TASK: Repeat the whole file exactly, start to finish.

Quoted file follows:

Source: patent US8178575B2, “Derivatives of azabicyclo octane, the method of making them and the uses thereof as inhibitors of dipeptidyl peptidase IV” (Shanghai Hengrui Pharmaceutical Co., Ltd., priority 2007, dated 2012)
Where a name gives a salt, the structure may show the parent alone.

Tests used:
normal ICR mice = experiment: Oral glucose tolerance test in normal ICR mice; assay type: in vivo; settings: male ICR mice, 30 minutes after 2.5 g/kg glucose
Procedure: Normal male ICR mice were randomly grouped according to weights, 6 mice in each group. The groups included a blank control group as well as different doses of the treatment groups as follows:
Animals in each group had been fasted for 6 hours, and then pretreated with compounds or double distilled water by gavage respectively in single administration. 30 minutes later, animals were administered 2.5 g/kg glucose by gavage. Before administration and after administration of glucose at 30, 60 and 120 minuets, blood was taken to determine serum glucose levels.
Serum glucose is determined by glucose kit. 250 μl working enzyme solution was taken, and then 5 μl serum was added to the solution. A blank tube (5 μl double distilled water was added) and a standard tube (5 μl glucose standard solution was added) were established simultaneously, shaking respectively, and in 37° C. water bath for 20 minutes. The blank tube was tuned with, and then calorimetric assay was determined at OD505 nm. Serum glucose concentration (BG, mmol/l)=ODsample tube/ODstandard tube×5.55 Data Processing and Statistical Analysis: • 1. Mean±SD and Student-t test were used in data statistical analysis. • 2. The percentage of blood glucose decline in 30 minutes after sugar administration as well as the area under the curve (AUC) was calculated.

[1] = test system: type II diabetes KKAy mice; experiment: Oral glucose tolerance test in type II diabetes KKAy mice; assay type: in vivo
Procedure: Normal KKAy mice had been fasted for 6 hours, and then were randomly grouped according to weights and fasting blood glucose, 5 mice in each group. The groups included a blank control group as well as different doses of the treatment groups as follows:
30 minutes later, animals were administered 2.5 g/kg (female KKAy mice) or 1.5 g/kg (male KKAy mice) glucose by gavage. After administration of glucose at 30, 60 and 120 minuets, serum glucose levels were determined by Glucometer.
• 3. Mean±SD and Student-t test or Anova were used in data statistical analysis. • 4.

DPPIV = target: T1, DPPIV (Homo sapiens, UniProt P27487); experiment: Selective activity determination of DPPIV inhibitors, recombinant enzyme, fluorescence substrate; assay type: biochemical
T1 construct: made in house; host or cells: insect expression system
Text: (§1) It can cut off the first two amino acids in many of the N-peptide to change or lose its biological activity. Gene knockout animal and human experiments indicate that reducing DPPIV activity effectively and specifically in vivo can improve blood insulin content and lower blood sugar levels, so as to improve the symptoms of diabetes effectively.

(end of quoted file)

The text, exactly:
Source: patent US8178575B2, “Derivatives of azabicyclo octane, the method of making them and the uses thereof as inhibitors of dipeptidyl peptidase IV” (Shanghai Hengrui Pharmaceutical Co., Ltd., priority 2007, dated 2012)
Where a name gives a salt, the structure may show the parent alone.

Tests used:
normal ICR mice = experiment: Oral glucose tolerance test in normal ICR mice; assay type: in vivo; settings: male ICR mice, 30 minutes after 2.5 g/kg glucose
Procedure: Normal male ICR mice were randomly grouped according to weights, 6 mice in each group. The groups included a blank control group as well as different doses of the treatment groups as follows:
Animals in each group had been fasted for 6 hours, and then pretreated with compounds or double distilled water by gavage respectively in single administration. 30 minutes later, animals were administered 2.5 g/kg glucose by gavage. Before administration and after administration of glucose at 30, 60 and 120 minuets, blood was taken to determine serum glucose levels.
Serum glucose is determined by glucose kit. 250 μl working enzyme solution was taken, and then 5 μl serum was added to the solution. A blank tube (5 μl double distilled water was added) and a standard tube (5 μl glucose standard solution was added) were established simultaneously, shaking respectively, and in 37° C. water bath for 20 minutes. The blank tube was tuned with, and then calorimetric assay was determined at OD505 nm. Serum glucose concentration (BG, mmol/l)=ODsample tube/ODstandard tube×5.55 Data Processing and Statistical Analysis: • 1. Mean±SD and Student-t test were used in data statistical analysis. • 2. The percentage of blood glucose decline in 30 minutes after sugar administration as well as the area under the curve (AUC) was calculated.

[1] = test system: type II diabetes KKAy mice; experiment: Oral glucose tolerance test in type II diabetes KKAy mice; assay type: in vivo
Procedure: Normal KKAy mice had been fasted for 6 hours, and then were randomly grouped according to weights and fasting blood glucose, 5 mice in each group. The groups included a blank control group as well as different doses of the treatment groups as follows:
30 minutes later, animals were administered 2.5 g/kg (female KKAy mice) or 1.5 g/kg (male KKAy mice) glucose by gavage. After administration of glucose at 30, 60 and 120 minuets, serum glucose levels were determined by Glucometer.
• 3. Mean±SD and Student-t test or Anova were used in data statistical analysis. • 4.

DPPIV = target: T1, DPPIV (Homo sapiens, UniProt P27487); experiment: Selective activity determination of DPPIV inhibitors, recombinant enzyme, fluorescence substrate; assay type: biochemical
T1 construct: made in house; host or cells: insect expression system
Text: (§1) It can cut off the first two amino acids in many of the N-peptide to change or lose its biological activity. Gene knockout animal and human experiments indicate that reducing DPPIV activity effectively and specifically in vivo can improve blood insulin content and lower blood sugar levels, so as to improve the symptoms of diabetes effectively.